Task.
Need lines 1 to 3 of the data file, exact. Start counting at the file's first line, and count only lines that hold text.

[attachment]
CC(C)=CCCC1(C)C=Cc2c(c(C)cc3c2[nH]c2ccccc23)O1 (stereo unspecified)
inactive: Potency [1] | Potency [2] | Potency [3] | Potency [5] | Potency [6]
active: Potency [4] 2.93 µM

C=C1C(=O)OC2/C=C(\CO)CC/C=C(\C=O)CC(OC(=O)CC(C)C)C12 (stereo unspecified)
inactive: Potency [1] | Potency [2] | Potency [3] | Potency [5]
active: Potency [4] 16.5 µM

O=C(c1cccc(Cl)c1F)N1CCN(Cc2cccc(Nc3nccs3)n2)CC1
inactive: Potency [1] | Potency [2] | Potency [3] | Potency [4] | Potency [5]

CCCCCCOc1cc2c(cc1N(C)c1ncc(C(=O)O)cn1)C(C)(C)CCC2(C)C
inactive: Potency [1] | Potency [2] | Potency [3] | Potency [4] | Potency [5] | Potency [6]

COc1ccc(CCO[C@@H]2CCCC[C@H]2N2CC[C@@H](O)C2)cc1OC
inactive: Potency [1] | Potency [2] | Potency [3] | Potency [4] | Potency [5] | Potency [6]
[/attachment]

CC(C)=CCCC1(C)C=Cc2c(c(C)cc3c2[nH]c2ccccc23)O1 (stereo unspecified)
inactive: Potency [1] | Potency [2] | Potency [3] | Potency [5] | Potency [6]
active: Potency [4] 2.93 µM